Abstract: The acquisition by Berendsen Ireland Limited of Kings Laundry Limited should have been prohibited by the Competition and Consumer Protection Commission, Ireland’s competition agency. Instead the agency cleared the merger subject to the divestment of three of Berendsen’s healthcare contracts. The Commission makes a compelling case for a finding that in the outsourced supply of flat linen rental and maintenance services to healthcare customers that the three to two merger would lead to a substantial lessening of competition. The divestment of Kings Laundry healthcare operations, an appropriate remedy to restore competition, was not feasible. The divestment of three healthcare contracts does not mitigate the anticompetitive effect of the merger: for customers that are the counterparties to the three contracts, the remedy will result in decline in the number of healthcare suppliers from three pre merger to two post merger. Neither of these two providers is likely to be an especially vigorous competitor. For all other healthcare customers, although the number of healthcare suppliers remains unchanged at three - pre and post merger, the evidence suggests that the purchaser of the three contracts is unlikely to replicate Kings Laundry as a significant competitive force in healthcare. The failure to implement the remedy within the nine month window deemed appropriate by the European Commission in its Remedies Notice raises concerns that Kings Laundry as a competitive force will become, in European Commission parlance, “degraded.”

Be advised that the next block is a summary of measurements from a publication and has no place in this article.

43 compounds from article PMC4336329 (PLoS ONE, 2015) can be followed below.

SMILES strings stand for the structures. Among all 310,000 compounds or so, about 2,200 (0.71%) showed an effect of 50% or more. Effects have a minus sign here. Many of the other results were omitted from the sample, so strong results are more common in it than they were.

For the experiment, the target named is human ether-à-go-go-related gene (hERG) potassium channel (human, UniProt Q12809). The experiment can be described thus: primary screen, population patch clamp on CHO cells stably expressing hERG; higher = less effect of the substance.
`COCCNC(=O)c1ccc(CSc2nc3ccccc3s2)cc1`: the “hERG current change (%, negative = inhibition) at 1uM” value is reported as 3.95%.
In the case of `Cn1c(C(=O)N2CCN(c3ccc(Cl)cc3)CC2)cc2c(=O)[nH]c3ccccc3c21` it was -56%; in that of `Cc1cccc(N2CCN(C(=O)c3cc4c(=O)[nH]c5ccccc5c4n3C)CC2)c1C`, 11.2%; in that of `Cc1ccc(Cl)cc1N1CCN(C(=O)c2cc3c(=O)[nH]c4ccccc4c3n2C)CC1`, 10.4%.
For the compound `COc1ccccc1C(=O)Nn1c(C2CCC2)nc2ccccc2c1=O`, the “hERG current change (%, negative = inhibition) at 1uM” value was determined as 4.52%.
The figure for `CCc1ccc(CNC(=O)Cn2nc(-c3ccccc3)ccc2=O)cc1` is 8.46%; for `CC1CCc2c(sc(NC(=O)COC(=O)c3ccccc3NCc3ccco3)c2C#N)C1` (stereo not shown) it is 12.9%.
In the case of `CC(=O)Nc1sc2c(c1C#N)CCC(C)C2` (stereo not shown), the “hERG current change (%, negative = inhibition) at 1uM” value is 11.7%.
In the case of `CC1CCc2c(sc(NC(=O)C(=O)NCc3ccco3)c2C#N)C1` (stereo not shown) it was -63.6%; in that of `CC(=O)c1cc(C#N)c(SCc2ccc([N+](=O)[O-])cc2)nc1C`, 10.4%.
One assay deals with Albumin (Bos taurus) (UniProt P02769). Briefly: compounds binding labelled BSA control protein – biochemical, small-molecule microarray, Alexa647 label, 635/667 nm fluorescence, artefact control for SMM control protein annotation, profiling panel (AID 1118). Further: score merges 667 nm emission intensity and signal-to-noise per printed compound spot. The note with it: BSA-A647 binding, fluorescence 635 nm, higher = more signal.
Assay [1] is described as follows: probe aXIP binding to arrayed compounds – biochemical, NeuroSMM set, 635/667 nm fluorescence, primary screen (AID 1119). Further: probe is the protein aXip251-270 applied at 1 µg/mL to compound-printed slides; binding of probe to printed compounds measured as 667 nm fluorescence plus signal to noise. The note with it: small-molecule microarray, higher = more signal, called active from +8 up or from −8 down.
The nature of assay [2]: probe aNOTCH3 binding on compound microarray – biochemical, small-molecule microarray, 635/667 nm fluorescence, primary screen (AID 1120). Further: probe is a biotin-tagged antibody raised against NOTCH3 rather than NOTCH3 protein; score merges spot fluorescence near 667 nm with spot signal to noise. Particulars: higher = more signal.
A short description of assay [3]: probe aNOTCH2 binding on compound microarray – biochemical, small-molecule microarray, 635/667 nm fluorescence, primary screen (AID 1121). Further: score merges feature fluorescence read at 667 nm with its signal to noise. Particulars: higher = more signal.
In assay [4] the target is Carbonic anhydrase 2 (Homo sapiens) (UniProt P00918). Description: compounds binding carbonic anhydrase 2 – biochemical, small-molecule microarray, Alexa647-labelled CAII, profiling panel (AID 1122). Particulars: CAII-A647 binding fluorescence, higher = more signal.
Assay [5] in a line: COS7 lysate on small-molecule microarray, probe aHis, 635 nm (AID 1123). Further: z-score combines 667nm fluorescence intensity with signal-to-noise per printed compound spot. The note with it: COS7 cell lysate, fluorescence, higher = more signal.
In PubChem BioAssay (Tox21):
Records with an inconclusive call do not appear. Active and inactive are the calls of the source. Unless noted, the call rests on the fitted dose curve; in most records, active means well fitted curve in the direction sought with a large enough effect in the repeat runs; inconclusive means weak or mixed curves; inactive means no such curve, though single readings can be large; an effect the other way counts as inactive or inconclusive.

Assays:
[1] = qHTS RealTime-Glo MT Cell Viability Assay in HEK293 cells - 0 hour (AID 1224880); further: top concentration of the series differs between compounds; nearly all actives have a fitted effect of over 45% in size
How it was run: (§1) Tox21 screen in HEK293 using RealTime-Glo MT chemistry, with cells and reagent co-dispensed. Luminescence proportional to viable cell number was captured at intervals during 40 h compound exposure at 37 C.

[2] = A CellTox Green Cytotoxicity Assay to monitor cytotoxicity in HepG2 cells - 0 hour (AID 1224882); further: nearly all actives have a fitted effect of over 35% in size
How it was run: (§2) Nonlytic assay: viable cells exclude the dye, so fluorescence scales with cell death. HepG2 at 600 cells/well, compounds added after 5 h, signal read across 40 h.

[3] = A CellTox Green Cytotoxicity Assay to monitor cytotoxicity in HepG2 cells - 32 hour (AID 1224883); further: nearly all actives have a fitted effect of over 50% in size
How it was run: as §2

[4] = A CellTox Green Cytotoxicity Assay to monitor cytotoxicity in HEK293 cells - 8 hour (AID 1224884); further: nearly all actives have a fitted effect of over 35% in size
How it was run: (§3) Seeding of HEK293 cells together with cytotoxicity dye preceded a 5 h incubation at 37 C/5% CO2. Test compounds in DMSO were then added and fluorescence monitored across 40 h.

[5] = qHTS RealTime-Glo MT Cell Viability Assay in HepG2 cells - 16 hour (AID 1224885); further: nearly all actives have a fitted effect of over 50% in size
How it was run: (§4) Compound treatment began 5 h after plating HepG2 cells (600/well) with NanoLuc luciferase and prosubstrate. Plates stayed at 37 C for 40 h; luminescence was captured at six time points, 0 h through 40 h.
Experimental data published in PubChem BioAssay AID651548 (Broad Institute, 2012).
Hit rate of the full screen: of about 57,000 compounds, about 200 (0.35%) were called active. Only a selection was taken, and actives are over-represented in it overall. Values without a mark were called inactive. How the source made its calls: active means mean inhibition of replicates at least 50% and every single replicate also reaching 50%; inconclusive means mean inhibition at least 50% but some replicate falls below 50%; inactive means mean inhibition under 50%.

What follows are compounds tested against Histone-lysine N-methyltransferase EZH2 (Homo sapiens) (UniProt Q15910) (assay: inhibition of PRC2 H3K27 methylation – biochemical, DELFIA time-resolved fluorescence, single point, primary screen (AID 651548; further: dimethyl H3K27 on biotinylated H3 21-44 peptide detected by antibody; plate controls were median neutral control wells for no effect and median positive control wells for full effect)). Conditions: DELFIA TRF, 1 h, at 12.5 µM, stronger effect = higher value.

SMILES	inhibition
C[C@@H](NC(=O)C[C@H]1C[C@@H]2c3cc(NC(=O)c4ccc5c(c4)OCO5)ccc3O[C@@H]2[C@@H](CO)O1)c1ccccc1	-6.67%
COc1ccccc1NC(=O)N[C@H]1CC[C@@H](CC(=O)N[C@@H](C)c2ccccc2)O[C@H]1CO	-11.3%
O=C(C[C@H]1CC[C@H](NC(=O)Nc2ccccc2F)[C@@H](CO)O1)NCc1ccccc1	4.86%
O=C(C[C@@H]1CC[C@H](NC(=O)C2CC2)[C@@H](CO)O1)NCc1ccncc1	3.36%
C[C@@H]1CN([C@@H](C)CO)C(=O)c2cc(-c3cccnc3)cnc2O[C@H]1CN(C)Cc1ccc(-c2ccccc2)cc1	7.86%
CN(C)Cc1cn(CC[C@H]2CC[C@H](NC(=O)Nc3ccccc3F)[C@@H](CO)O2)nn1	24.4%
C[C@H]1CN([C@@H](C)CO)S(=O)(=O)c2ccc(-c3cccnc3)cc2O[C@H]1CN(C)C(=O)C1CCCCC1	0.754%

Keywords: mergers; structural remedies; substantial lessening of competition; and, Competition Act 2002.
    JEL: D22 D44 K21 L41
    Date: 2020–05–15
  5. By: Erica Bosio; Simeon Djankov; Edward L. Glaeser; Andrei Shleifer